Changing demographics and social norms are calling for a refreshed approach when it comes to retirement and wealth planning.
The days of working for a single employer for your entire career and retiring with a comfortable pension are largely gone. The responsibility for accumulating a retirement nest egg now rests with individuals versus their employers.
Saving enough for retirement is challenging for many people, but an era of changing demographic trends, such as increased longevity and delayed marriage, can make this journey even more difficult.
According to an Ipsos survey, conducted on behalf of RBC Wealth Management–U.S., 53 percent of respondents heading into retirement say they’re concerned about outliving their assets.
As baby boomers face increased longevity and millennials more frequently delay marriage, there are several trends that call for a fresh way of thinking when it comes to retirement and wealth planning.
Changing social norms are transforming the structure and look of American families. For example, in the 1960s more than 73 percent of all children were living with two parents in their first marriage. According to the Pew Research Center, that number has more recently dropped to 46 percent.
Modern family traits, such as remarriage, blended families, adult parents cohabitating with kids, and single-parent households are helping to drive this change. These factors create American families that look and function differently today.
Jennifer Linder, a wealth planning consultant at RBC Wealth Management–U.S., highlights some of the issues modern families may face when transitioning to retirement. She stresses the need for “assets to be properly titled, and for beneficiary designations to be kept up to date to ensure your retirement plans and your estate planning all work in harmony with each other.”
“For blended families, asset titling, trusts, and other estate planning documents can be key to ensuring your wishes and legacy are carried out,” notes Linder. “Understanding the implications of beneficiary designations and asset ownership are critical elements of an effective wealth transfer.” She often suggests a pre- or post-nuptial agreement as part of the wealth planning process.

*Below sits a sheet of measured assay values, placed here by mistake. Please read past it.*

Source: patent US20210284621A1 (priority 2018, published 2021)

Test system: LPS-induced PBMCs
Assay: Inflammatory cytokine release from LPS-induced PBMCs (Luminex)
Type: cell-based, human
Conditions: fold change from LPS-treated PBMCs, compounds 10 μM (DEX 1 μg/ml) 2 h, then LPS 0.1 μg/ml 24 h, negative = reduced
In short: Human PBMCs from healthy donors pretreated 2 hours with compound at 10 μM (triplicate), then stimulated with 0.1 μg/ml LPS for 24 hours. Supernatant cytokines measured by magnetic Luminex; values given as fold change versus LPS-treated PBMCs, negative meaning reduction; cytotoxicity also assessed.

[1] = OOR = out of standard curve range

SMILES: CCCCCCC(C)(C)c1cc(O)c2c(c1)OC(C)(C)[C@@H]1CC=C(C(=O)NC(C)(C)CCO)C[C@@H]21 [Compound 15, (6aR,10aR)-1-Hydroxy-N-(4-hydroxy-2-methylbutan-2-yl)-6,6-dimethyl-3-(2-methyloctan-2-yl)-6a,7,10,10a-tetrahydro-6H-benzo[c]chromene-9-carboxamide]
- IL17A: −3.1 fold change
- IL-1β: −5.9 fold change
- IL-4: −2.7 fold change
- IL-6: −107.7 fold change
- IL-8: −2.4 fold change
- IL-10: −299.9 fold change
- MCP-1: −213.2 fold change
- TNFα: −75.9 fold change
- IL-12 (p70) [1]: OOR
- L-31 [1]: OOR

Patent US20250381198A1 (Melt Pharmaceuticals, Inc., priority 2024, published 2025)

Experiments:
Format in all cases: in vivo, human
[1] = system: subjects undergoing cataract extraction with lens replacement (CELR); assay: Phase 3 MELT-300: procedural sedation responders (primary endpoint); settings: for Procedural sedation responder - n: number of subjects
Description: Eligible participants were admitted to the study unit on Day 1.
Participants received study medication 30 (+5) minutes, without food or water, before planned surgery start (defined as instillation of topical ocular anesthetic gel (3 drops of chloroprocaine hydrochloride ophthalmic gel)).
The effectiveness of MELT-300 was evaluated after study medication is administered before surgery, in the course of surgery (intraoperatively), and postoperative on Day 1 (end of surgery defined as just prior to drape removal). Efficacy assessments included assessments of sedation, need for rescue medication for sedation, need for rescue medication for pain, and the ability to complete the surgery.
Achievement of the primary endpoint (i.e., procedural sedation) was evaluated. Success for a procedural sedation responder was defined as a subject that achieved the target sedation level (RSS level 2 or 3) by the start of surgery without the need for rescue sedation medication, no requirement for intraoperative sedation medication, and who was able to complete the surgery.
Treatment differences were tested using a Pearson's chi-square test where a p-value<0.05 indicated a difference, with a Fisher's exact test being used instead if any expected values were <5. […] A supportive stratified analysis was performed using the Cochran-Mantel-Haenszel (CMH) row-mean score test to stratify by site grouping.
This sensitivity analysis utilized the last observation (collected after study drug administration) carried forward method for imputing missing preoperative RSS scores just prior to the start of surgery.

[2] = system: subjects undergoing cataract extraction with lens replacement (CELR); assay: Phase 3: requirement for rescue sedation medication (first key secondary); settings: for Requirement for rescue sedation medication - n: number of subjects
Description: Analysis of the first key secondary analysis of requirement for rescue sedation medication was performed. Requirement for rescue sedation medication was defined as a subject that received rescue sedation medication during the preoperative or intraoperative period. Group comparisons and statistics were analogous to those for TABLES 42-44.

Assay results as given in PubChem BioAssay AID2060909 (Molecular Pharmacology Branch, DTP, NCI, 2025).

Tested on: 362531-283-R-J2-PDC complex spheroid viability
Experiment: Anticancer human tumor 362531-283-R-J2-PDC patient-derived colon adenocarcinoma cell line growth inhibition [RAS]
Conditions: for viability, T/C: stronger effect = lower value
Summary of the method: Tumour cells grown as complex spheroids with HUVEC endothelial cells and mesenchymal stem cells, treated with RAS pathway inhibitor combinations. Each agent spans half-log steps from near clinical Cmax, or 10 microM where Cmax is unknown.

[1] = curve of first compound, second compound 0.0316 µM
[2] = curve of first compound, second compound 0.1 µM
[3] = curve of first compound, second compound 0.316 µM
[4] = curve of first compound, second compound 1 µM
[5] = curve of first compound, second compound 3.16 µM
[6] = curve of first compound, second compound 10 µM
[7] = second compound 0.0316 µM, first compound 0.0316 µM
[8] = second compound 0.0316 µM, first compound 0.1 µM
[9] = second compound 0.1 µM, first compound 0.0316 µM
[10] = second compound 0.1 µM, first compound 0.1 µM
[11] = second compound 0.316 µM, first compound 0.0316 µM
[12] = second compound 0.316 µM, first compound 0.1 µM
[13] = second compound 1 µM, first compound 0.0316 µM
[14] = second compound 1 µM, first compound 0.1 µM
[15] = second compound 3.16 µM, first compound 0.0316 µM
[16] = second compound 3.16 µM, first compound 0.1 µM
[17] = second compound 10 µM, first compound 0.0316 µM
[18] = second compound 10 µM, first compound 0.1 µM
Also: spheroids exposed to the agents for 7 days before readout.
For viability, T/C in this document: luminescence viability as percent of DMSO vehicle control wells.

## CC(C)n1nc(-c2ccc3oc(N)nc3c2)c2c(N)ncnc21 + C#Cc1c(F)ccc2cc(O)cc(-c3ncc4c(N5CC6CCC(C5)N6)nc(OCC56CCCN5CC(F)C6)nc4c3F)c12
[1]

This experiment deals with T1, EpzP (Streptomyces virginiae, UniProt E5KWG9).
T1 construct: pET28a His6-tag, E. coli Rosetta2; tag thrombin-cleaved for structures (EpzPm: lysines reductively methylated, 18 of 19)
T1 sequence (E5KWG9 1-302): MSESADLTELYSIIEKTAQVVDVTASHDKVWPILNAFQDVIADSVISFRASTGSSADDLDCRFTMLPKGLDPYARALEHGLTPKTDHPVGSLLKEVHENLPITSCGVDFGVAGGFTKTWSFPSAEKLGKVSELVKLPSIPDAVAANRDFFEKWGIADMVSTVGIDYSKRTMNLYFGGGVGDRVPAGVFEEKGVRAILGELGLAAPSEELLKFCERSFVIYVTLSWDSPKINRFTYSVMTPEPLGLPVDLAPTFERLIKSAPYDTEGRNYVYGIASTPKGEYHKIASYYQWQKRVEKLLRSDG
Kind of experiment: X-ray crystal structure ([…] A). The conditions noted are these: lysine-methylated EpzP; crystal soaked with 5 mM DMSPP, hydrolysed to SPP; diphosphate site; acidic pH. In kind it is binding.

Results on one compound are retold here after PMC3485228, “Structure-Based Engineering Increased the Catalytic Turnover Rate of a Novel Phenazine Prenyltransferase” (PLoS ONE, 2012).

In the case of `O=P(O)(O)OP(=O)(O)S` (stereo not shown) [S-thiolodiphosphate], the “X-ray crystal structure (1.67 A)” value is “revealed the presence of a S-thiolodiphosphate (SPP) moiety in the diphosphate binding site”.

Bill Ringham, director of Private Wealth Strategies for RBC Wealth Management–U.S., adds: “Estate planning for modern families must take into account the family dynamics that exist between the children from the couple’s prior marriages. Avoiding future conflict among extended family after your death is of critical importance.”
Statistically, women are more likely to outlive their male counterparts. According to the World Health Organization, women typically live six to eight years longer than men. This means they will likely be left in control of the family’s wealth before it’s passed on to the next generation.
Women are also more likely to act as a caregiver during a long-term care event, and may require long-term care themselves.
All of these factors mean women face unique challenges in navigating their long-term financial path, preparing for risks, and marshaling the resources they’ll need for retirement.
44% of women are most excited about spending time with family in retirement
Addressing the issue of longevity is critical for all retirees, but especially for women. Here are some things to consider:
Ringham sees another issue women often face. “Too often, financial advisors focus on the husband when dealing with married couples,” he says. “It’s important women work with a financial advisor who understands their unique retirement and wealth-planning needs.”
Linder adds, “Women need to be strategic in how they set up their assets for retirement. With the multitude of modern roles women experience in their lifetime, from caring for children and aging parents to running their own business, it’s important to understand the financial significance of each of these stages to better prepare for retirement and the unexpected.”
Another trend affecting today’s retirement is many people find themselves retiring earlier than they might have originally planned. Either for reasons of their own choosing, or for reasons beyond their control, 60 percent of retirees leave the workforce earlier than planned, with 61 percent citing health reasons for leaving early.
Another consideration for retirement planning is determining not only how to fund early retirement, but also how to bridge the gap between employer-sponsored health care and Medicare.
“Planning for the cost of health care in retirement is the biggest area where many early retirees fail,” says Ringham.
Adding in the costs of bridging the gap until Medicare and the longer time frame faced by early retirees may magnify these issues.
Additional considerations for early retirees include designing a retirement spending plan and a withdrawal strategy for investments and savings, deciding when to claim Social Security benefits and tax planning.
Taking the time to understand your starting point, while exploring your plans for the future, can help you navigate retirement with confidence.
Read our full report about exploring the shifting mindset of a new generation of retirees.
City National Bank (CNB) is an affiliate of RBC Wealth Management and an indirect wholly owned subsidiary of Royal Bank of Canada. The report is provided for informational purposes only and is not intended to be either a specific offer by CNB to sell or provide, or a specific invitation to apply for, any particular financial account, product or service of RBC Wealth Management.
RBC Wealth Management, a division of RBC Capital Markets, LLC, Member NYSE/FINRA/SIPC.
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